Today the competitive world has thrown more challenges to the corporate world. More transparent and clear information to the corporate management and its customers also has been the trick of success in todayâ€™s market. A company can gain confidence and attract more customers if it is very transparent, clear substantial and subjective in its information it provides to its investors and managers. Keeping this in view Accounting Information System has been the talk of the corporate world.The petroleum producing countries are also forced to follow certain technologies in their accounting systems so as to get more information regarding distribution and sharing of profits among its investors. This article is a study on the importance and also applications of AIS in petroleum companies with special reference to Yemen. Concept and definition of AIS The definition of AIS has evolved over the years from one focusing on the provision of more formal, financially quantifiable information to assist in decision-making processes to one that embraces a much broader scope of information.The dimensions used to reflect the design of AIS include focus, orientation, time horizon, aggregation, integration, timeliness, financial and non-financial, and quantitative and qualitative. Defining AIS has been difficult today and research in this area is quite diverse. It includes behavioral studies of audit decision â€“ making tools, field studies of organizational systems, design, development of general ledger systems, and development of accounting models that effectively utilize advancement in computer technology, application of different technology solutions to AIS situations, and many other types of studies.In general, an information system is used to represent the real world phenomena with a set of symbols which are captured and implemented within a computerized environment (McCarthy, 1979). Therefore, an accounting information system is one that translates representations of economic activities into a format that is valuable to accountants and to their customers i. e. , business decision makers, who need information about economic activities. Accountants are being pressured to redefine their contribution to organizations and to expand the scope of their activities beyond financial statement preparation and analysis.They are being called upon to become active enterprise-wide team members who provide information and guidance in strategic decision- making salutations. Similarly, day-to-day operations managers demand a wide range of financial and non-financial performance measures. Therefore, if AIS is going to allow todayâ€™s accountants to provide the information, business decision makers, should meet the following definition: â€œAn accounting information system is one that captures, stores, manipulates, and presents data, about an organizationâ€™s value-adding activities to aid decision makers in planning, monitoring, and controlling the organization. This definition certainly includes financial accounting systems, which have the primary purpose of generating financial statements in accordance with Generally Accepted Accounting Principles (GAAP). However; this definition recognizes that businesses must perform a wide range of value-adding activities (such as production, distribution, sales, etc. ) to be successful, and that the types of information needed to mange such activities will be extensive. Therefore, the scope of corporate systems that are included under the AIS umbrella is much broader than the general ledger system and the programs that prepare journal entries to feed it.Actually, AIS is a system that aids in processing transactions and in tracking the data that result from such transactions. These systems also must provide performance measurements (financial and non- financial) and help to enforce management control objectives. They include transaction processing systems (such as billing systems for sales processes), interorganizational systems that share data with upstream and downstream partners (such as web-based order systems and electronic data interchange cash receipt processing), and support systems.This enables economic exchanges (such as order processing, customer market analysis, and inventory control systems). This definition has strong integrative implication. For example, the impact of Enterprise Resource Planning (ERP) systems on the market has been dramatic. These systems were initially designed around core functions such as manufacturing or human resources. As they matured, their breadth expanded to include much more of the organizationâ€™s activities. The key characteristic they embraced was developing an integrated data repository which was accessible by users throughout the organization.ERP systems provide massive amounts of data that is up dated in real time, and they are able to provide greater planning support and a wider range of performance measurements which were done previously by manufacturing or management planning systems. Accounting Information System (AIS) is the Information subsystem within an organization that accumulates information from the entityâ€™s various subsystems and communicates it to the organizationâ€™s information processing subsystem. The AIS has traditionally focused on collecting, processing, and communicating financial-oriented information to a companyâ€™s external parties (e. . investors, creditors, and government authorities) and internal parties (mainly management). Under the traditional view of AIS, each organizationâ€™s functional areas, such as marketing, production, finance, and human resources, maintain a separate information system. However, organizations have found the need to integrate these separate systems into one seamless database or to enterprise-wide information system. Today, the AIS is concerned with non-financial information as well as financial data and information.Accounting Information System (AIS) is based on value accounting theory which are designed to store and summarize financial transactions used to produce financial statements in accordance with Generally Accepted Accounting Principles (GAAP) and to account to the owners of the business in this way. The figure No. 1 has shown Accounting Information System as logical part of MIS. Management Information System (MIS) is defined as an organized method of providing information to each manger with all the data and only those data which he needs for his decisions when he needs them and in a form, which aids to understand and stimulate his action.Fig. No. 1 Illustrates AIS as a Logical Part of MIS. In short, the researchers agree with the definition by Remney Steinbart (2000) : An Accounting information system (AIS) consists of people, procedures and information technology. Accounting Information Systems Functions: Meigs et al. (1999) specified the basic functions of accounting systems in developing information about the financial position of a business and the results of its operations; every accounting system performs following basic functions: 1. Interpret and record the effects of business transactions. 2.Classify the effects of similar transactions in a manner that permits determination of the various totals and subtotals useful to management and used in accounting reports. 3. Summarize and communicate the information contained in the system to decision makers. The differences in accounting systems arise primarily in the manner and speed with which these functions are performed. They ensure full control, which confirm the accuracy in recording and manipulating the data related to business activity and also, protect those data and organizations assets. Characteristics of Accounting Information:Stambaugh ; Carpente, (1992) counted in briefly the Information characteristics as follows. 1- Provided on timely basis. 2- Presented in an aesthetically appealing format. 3- Relevant to the decisions at hand. 4- Concise yet sufficient in scope to allow â€œwhat-ifâ€ analysis. 5- Flexible to interface with information from other functional units. There is also a several characteristics determine the qualities that make information valuable: 1. Costs-versus-benefits: sometimes information costs more to get additional information than the information is worth.Thus, cost-benefit considers to provide an overall constraint on the amount of information a decision-maker will get. 2. Understandability/Granularity/Aggregation: Many factors can contribute to the understandability of information, including user knowledge, skill, training, and motivation. In addition, information design choices its level of aggregation (or granularity) which will affect its understandability, hence, its usefulness for controlling information integrity. For some purposes, highly aggregated information may be called for; whereas for other purposes, very detailed information may be required.Thus, appropriately tailored levels of granularity/aggregation can be enablers of information integrity. A proxy for the understandability of information is its conformity with user-specified requirements. 3. Reliability : the information must be reliable, you must be able to count on its being what its purpose to be (this is known, more formally, as representational faithfulness), and on its being reasonably free from error and bias (this is known, more formally, as neutrality) . Additionally , for information to be reliable, it ought to be true.If seversal different people(or systems)set out to derive the information from the data, they should all come to the same conclusion (this is know, more formally, as verifiability). Infomration that is not veriable , or not neutral, or not representationally faithful canâ€™t be relied on for decision-making. 4. Currency/ Timeliness: It must be accepted that absolute completeness and accuracy are impossible or impractical to achieve. Information Currency is affected by real world changes over time (as well as by information processing delays) with a commensurate impact on information accuracy.Since time is continuous, completeness and accuracy must be understood in a context that defines acceptable limits for information currency, hence accuracy. For example, if certain information, such as cash receipts is only updated on a weekly basis to accounts receivable, then accounts receivable could be considered accurate if it was missing a dayâ€™s worth of transactions. However, if information such as airline reservation transactions updates available seat inventory in real time, then seat inventory would be considered unacceptably inaccurate if a dayâ€™s worth of transactions were omitted.As presented here, processing timeliness and information currency are really aspects of information completeness, which in turn, determines the degree of accuracy that information possesses; however, because of their unique relationship to the dimension of time and the change that time engenders, it is useful to identify currency/timeliness as separate attributes of information integrity. 5. Validity/Authorization: Representational faithfulness of information about intangible objects implies that the information is valid in ways other than correspondence with an original physical condition.The concept of validity means that information represents real conditions, rules or relationships rather than characteristics of physical objects. In a general context, conditions, rules or relationships are valid if what they purport is true. In a business context, conditions, business rules or relationships are established or approved by parties with the delegated authority to do so. Thus, transactions are valid if they were initiated and executed by personnel or systems that have been granted the authority to do so and if approvals are authentic and within the scope of the authority granted to the approver(s).For example, if the credit limit assigned to a customer reconciles to the companyâ€™s rules and procedures used to set credit limits, the credit limit would be â€œvalid. â€ Thus, the concept of validity includes elements of both accuracy and authorization. A validation process may therefore require an investigation of an individual item, a relationship between one item and another item, or a relationship between an item and a business rule, policy or standard. 6.Completeness: Accuracy by itself is insufficient to convey the full dimensionality of the requirements for representational faithfulness which requires completeness of information in both space and time. Thus, there is a fundamental trade-off between completeness and accuracy because measurement and processing limitations of information processing systems will prevent 100% real-time completeness, especially for subject matter that changes frequently. This, in turn, prevents 100% accuracy. In other words, every discussion of accuracy is also a discussion of completeness, and vice versa.The amount of information is measured by the reduction of ignorance and uncertainty and not by the addition of knowledge. The Figure No. 2 illustrates the AIS characteristics according to Financial Accounting Standards Board (FASB) in 1980: Accounting Information Systems Components: An accounting system consists of the personnel, producers, devices, and records used by an organization to develop accounting information and to communicate this information to decision makers. The design and capabilities of these systems vary greatly from one organization to the next.In very small business, the accounting system may consist of little more than a cash register, a check book, and an annual trip to an income tax office. In large business, an accounting system includes computers, highly trained personnel, and accounting reports that affect the daily operations of every department. But in every case the basic purpose of the accounting system remains the same to meet the organizationâ€™s needs for accounting information as efficiently as possible. Many factors affect the structure of the accounting system within a particular organization.The most important are: the companyâ€™s needs for accounting information and the resources available for operation of the system. Accounting Information System Objectives: Naturally, there is no system without goal, we should differ between stated objectives and the real objectives, when the entity declares its stated objectives satisfies consumers wile the real objectives maximum profits at to gain. Each enterprise has implicit and explicit goals and objectives, enterprises may have a mission statement that describes their goals.These goals can vary widely among enterprises ranging from nonprofit organizations, where goals are aimed at serving specified constituents, profit organizations, where goals are directed toward maximizing the ownerâ€™s objectives. It may seem at first sight to be an easy thing to do, but it can be seen as a complex problem in the absence of stated objectives. It means that the firm has no criterion against which to evaluate its success or failure or to use in the process of choosing between alternative activities.One of the problems in stating objectives for a firm is that only people involved with the firm can have objectives, not the firm it self. If this is accepted, then it is obviously possible that there is more than one relevant objective. Accounting is purely human invention, having no independent existence in nature. Hence, it can not in any true sense have been discovered, but it must have been constructed by human minds to serve human needs. Accounting Information System objectives are as follows: 1.Internal control, including the safeguarding of organization money and other property, the regular collection and payment of sums of money owed to and by it, and the prevention and detection of inefficiency, waste, and dishonesty by employees of the organization. 2. Measurement of financial data, by means of the recording of transactions and events affecting the financial state of the organization, and their processing in accordance with consistent rules. 3. Provision of information for planning and decision making to management. 4. Reporting of financial information to properties, investors, and other interested persons.Another author also gives his contribution in accounting system objectives, such as Ijiri, (1975) in addressing the question of what an accounting system should do ? He identifies â€˜accountability' and â€˜information usefulness' as the two main broad objectives that any accounting system should achieve. He states that accountability has clearly been the social and organizational backbone of accounting for centuries. In this sense to account for he takes to explain a consequence by providing a set of causes that have collectively produced the result. To provide accountability is thus an essential feature of an accounting system.However, in the modern business world, information usefulness is also an important, albeit secondary, requirement. Thus, the core of any accounting system is to provide accountability with information usefulness a necessary adjunct. All accounting information systems seek five basic results: 1. To record an actual, valid transaction; 2. To accurately classify the nature of the transaction; 3. To record the correct value of the transaction; 4. To place the transaction in the proper accounting period; and 5. To generate financial statements containing information about the transaction.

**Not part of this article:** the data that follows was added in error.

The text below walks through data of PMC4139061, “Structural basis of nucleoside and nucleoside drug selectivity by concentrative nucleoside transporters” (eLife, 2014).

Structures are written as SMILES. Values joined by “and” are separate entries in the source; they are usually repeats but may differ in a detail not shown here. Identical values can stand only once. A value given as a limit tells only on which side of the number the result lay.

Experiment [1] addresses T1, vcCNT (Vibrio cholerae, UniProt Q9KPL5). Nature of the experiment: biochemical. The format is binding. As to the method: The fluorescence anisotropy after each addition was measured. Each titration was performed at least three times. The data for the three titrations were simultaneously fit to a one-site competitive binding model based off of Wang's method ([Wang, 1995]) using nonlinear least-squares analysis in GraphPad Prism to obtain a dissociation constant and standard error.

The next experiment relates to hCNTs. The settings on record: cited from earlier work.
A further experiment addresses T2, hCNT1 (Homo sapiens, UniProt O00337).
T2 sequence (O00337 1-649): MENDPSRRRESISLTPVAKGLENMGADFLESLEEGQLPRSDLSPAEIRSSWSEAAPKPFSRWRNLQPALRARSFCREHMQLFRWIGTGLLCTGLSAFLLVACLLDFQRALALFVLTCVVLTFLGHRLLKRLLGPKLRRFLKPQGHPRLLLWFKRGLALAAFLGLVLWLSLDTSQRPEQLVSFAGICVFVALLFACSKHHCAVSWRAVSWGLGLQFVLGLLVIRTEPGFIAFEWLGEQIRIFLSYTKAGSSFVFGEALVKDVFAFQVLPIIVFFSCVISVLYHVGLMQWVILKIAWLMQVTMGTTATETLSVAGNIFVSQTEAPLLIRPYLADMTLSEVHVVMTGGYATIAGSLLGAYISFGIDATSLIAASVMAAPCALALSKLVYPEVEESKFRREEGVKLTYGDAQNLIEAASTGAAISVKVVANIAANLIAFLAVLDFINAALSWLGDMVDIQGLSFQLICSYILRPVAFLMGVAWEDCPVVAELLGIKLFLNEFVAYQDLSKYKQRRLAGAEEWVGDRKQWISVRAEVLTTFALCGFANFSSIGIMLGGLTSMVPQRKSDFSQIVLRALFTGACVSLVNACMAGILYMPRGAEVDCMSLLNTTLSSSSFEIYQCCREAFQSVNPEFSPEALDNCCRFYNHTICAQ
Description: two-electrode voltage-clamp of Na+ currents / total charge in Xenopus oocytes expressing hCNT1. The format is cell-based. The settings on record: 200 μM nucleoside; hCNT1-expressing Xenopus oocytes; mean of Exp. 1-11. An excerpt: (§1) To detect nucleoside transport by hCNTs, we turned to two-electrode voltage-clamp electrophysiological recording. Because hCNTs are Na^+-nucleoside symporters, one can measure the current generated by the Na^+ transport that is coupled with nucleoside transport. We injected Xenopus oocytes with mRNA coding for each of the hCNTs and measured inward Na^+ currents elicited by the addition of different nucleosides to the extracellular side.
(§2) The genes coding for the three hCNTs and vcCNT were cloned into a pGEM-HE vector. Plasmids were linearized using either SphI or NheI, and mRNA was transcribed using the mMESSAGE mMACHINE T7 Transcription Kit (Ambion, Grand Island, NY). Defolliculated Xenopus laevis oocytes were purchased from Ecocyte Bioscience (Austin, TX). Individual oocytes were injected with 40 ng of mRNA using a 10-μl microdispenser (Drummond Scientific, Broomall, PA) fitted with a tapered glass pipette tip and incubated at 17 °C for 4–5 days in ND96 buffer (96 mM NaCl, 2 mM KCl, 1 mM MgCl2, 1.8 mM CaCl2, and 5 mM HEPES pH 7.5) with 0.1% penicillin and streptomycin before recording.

A sculpture or three dimensional work of art, can not only be stationary, but kinetic.Â Kinetic sculptures can and does move.Â Many times mobiles are fixed to a babyâ€™s crib to engage the child in active visuals.Â The same principle is used in kinetic sculptures except they are works of art and are for every age to appreciate.Â The intriguing element of a kinetic sculpture is that it changes because it moves.Alexander Calder was innovative in the area of kinetic sculpting.Â IN 1960, he created a sculpture, The Star.Â The Star is a light mobile which changes with the slightest movement of wind.Â Even though the he uses nonfigurative shapes, they almost resemble birds in colors of black and red, with a single yellow star at the top.Â These shapes were made from thin strips of sheet metal and attached by rods to hold them in place.The lightness of weight gives the sculpture an airy effect.Â The lightness adds to the mobility of the art.Â The rods are connected to the sheet metal shapes so that there is mobility in there as well.Â The concept is for the statue to be a little different every time one looks at it.Â The sculpture looks as if it glides in the air.Â While Calderâ€™s first kinetic sculptures relied on cranks and pulleys, he totally relied on wind to move his mobiles.Calderâ€™s kinetic sculpture The Star was a unique form of abstract art.Â The objective of the sculpture was shape and color.Â The Star is a sculpture that is a new work of art every time the air moves around it. Works CitedCalder, A. The Star. 1960Delahunt, M. (1996-2008). Artlex. Retrieved April 12, 2008 from
Rawiri plays an important role in the novel which helped unfolding the events, ranging from minor to significant ones. He relates the events in the â€˜Whale Riderâ€™ as the role of the narrator, allowing the readers to form judgements and learn about things such as the Maori way of life and the characters through his eyes. He also give us his insights as he highlights themes and issues mentioned, like racial discrimination. Besides that, he is the one who sees the many signs of Kahuâ€™s destiny as the leader of the tribe, piecing up a complete picture of her eventual rise as the leader. Additionally, he is her guardian, always protecting and looking out for her. With his carefree personality, he often provides comic relief especially in times of tension. As the narrator, Rawiri relates the events through his personal experience and conversations. This allows us to have a deeper understanding of what had happened that lead to the progress of the story. For example, we know what the relationship between Koro and Nanny is unusual yet endearing as they often quarrel in a chidish manner, like during the time Nanny rowed out to sea to get him back when he was out sulking about Kahuâ€™s birth. We also know that Nannyâ€™s headstrong personality is partially influenced by the fact that her ancestor, Muriwai, inspires her to champion the rights of women. All these enable us to know more about the characters and thus understand the reasons behind certain actions these characters make. He also highlights the theme of gender discrimination through Koroâ€™s steadfast opposition to Kahu as he â€˜virtually hurledâ€™ her out of the meetinghouse, a place not for females, and told her to â€˜go awayâ€™ many times, not even considering her as a potential leader even though she displays many outstanding qualities like leadership skills. During his time at Papua New Guinea, he also highlighted the issue of racial discrimination as he himself with the other natives are discriminated and marginalised. Rawiri is referred to as â€˜home dogs and straysâ€™ by Clara and that Jeffâ€™s family did not care to even send Bernard to the hospital when they knocked him down because he is â€˜only a nativeâ€™. Through his insights, we get to know the harsh reality of class distinctions that is existent among different races, leading to ostracism. Besides that, Rawiri witnesses the signs foreshadowing Kahuâ€™s future as the leader of the Maori tribe. Kahu is multi-talented, is the â€˜leader of the culture groupâ€™ and â€˜love to sing the Maori songsâ€™ and even gave her speech at the end-of-year ceremony entirely in Maori. At such a young age, Kahu unusually displays many outstanding qualities that is required for a leader, and this suggest to the readers that she has what it takes and will eventually take up the leadership position as well. She â€˜criedâ€™ during the whale-beaching movie, â€˜not even a lollipop would satisfy herâ€™ and even â€˜make a mewling sound at her throatâ€™ when she witnessed the scene of whale-hunting on the beach. This shows that she is able to empathise and relate to the whales and there is a sense of communion between them, an ability that not even Koro possessed. He also saw her retrieving the stone from the deep waters, when all the other boys could not even do it. His narration of these events tells us that Kahu is unique and extraordinary, her astounding feats outshines the rest and thus hints to us that Kahu will do something great and lead her tribe. In addition, Rawiri is also Kahuâ€™s guardian and protector as he is always seen to be trying his best to ensure her safety and well-being. During the whale-beaching movie, he felt â€˜protectiveâ€™ â€˜like a fatherâ€™ and felt that should look after her till the world endedâ€™. Rawiri regards himself as a fatherly figure to her and feels the need to look after her, protecting her from all the rain and storm. Also, when Kahu went out to sea in an attempt to save the whales, â€˜instantly I (he) ran through the wavesâ€™, â€˜plunged into the seaâ€™ and â€˜yelled to her, a despairing cryâ€™. Even though he was â€˜frightened by the heavy seasâ€™, he bravely ploughs on for her as he does not want to lose Kahu and felt a strong responsibility to get her back to safety, even if he â€˜would just have to go down this whaleâ€™s throat and pull Kahu right outâ€™. This shows the extent of his guardianship of Kahu as he takes pains to protect this mentally strong yet fragile girl of eight. Lastly, he also provides humour in different moments in the novel, especially in times of tension. For example, when Nanny felt indignant and unfair regarding the exclusion of women during school sessions, Rawiri managed to lighten the tense atmosphere through his comical phone conversation with Cheryl and bringing Kahu to the movies instead, with the girls â€˜assessing whether I (he) had now become marrying materialâ€™. By inserting comic relief, there is a variation in the mood throughout the novel and thus the readers do not feel perpetually a sense of pressure and tension, and are able to feel relaxed. Also, the way Nanny wanted to look her best despite her failure as she wears a hat that â€˜must have looked wonderful in the 1930sâ€™ and â€˜added a bit of this and a bit of that until it looked just like something out of her vegetable gardenâ€™ is a comic element which enables us to find her as an endearing character even though she is old-fashioned. By providing humour, it lightens the overall atmosphere and learn more about the characters. In conclusion, Rawiri narrates the events in the novel through his point of view and highlights certain themes and issues presented by the author. He is also he guardian of Kahu and takes care of her, assuming a fatherly position. Furthermore, he is the one who consistently sees the signs of Kahuâ€™s fate to rise up as the next leader of the tribe. Lastly, he also provides comic relief which help to lighten the mood of the novel, especially during times of tension. He is definitely an important character which helps the story to progress efficiently.